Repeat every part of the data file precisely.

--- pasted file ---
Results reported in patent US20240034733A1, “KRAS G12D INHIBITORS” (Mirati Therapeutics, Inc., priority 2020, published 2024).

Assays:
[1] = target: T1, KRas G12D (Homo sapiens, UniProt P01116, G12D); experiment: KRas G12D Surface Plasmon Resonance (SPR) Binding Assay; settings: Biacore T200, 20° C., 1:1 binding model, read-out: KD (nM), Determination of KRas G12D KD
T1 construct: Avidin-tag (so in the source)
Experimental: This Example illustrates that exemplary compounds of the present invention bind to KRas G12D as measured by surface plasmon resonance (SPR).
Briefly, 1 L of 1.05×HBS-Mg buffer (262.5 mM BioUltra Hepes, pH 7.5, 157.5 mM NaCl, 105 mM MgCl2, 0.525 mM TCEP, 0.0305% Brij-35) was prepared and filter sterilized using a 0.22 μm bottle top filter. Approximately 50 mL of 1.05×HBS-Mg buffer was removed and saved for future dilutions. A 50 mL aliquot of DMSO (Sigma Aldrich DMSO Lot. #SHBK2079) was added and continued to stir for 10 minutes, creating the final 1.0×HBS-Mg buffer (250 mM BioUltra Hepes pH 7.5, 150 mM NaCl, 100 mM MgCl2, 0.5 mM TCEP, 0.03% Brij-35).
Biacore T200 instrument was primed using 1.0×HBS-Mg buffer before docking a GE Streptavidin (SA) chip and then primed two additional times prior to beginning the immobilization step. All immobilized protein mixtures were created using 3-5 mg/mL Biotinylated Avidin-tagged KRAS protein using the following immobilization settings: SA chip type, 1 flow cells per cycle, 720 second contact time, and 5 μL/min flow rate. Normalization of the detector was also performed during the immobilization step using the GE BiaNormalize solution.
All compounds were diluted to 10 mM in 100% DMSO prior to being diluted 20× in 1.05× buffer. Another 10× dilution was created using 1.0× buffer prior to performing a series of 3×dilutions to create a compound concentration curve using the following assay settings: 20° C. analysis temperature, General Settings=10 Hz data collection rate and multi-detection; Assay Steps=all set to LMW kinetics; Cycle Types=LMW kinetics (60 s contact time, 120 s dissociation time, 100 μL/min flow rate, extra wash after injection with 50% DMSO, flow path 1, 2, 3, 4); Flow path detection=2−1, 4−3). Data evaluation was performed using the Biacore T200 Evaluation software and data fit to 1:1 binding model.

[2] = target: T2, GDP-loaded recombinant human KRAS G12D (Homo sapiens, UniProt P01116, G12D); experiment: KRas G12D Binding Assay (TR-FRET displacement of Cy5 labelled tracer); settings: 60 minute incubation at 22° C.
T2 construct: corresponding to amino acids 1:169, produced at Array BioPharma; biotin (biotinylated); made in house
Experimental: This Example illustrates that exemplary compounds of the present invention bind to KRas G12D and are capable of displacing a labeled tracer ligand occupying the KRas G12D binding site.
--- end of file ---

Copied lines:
Results reported in patent US20240034733A1, “KRAS G12D INHIBITORS” (Mirati Therapeutics, Inc., priority 2020, published 2024).

Assays:
[1] = target: T1, KRas G12D (Homo sapiens, UniProt P01116, G12D); experiment: KRas G12D Surface Plasmon Resonance (SPR) Binding Assay; settings: Biacore T200, 20° C., 1:1 binding model, read-out: KD (nM), Determination of KRas G12D KD
T1 construct: Avidin-tag (so in the source)
Experimental: This Example illustrates that exemplary compounds of the present invention bind to KRas G12D as measured by surface plasmon resonance (SPR).
Briefly, 1 L of 1.05×HBS-Mg buffer (262.5 mM BioUltra Hepes, pH 7.5, 157.5 mM NaCl, 105 mM MgCl2, 0.525 mM TCEP, 0.0305% Brij-35) was prepared and filter sterilized using a 0.22 μm bottle top filter. Approximately 50 mL of 1.05×HBS-Mg buffer was removed and saved for future dilutions. A 50 mL aliquot of DMSO (Sigma Aldrich DMSO Lot. #SHBK2079) was added and continued to stir for 10 minutes, creating the final 1.0×HBS-Mg buffer (250 mM BioUltra Hepes pH 7.5, 150 mM NaCl, 100 mM MgCl2, 0.5 mM TCEP, 0.03% Brij-35).
Biacore T200 instrument was primed using 1.0×HBS-Mg buffer before docking a GE Streptavidin (SA) chip and then primed two additional times prior to beginning the immobilization step. All immobilized protein mixtures were created using 3-5 mg/mL Biotinylated Avidin-tagged KRAS protein using the following immobilization settings: SA chip type, 1 flow cells per cycle, 720 second contact time, and 5 μL/min flow rate. Normalization of the detector was also performed during the immobilization step using the GE BiaNormalize solution.
All compounds were diluted to 10 mM in 100% DMSO prior to being diluted 20× in 1.05× buffer. Another 10× dilution was created using 1.0× buffer prior to performing a series of 3×dilutions to create a compound concentration curve using the following assay settings: 20° C. analysis temperature, General Settings=10 Hz data collection rate and multi-detection; Assay Steps=all set to LMW kinetics; Cycle Types=LMW kinetics (60 s contact time, 120 s dissociation time, 100 μL/min flow rate, extra wash after injection with 50% DMSO, flow path 1, 2, 3, 4); Flow path detection=2−1, 4−3). Data evaluation was performed using the Biacore T200 Evaluation software and data fit to 1:1 binding model.

[2] = target: T2, GDP-loaded recombinant human KRAS G12D (Homo sapiens, UniProt P01116, G12D); experiment: KRas G12D Binding Assay (TR-FRET displacement of Cy5 labelled tracer); settings: 60 minute incubation at 22° C.
T2 construct: corresponding to amino acids 1:169, produced at Array BioPharma; biotin (biotinylated); made in house
Experimental: This Example illustrates that exemplary compounds of the present invention bind to KRas G12D and are capable of displacing a labeled tracer ligand occupying the KRas G12D binding site.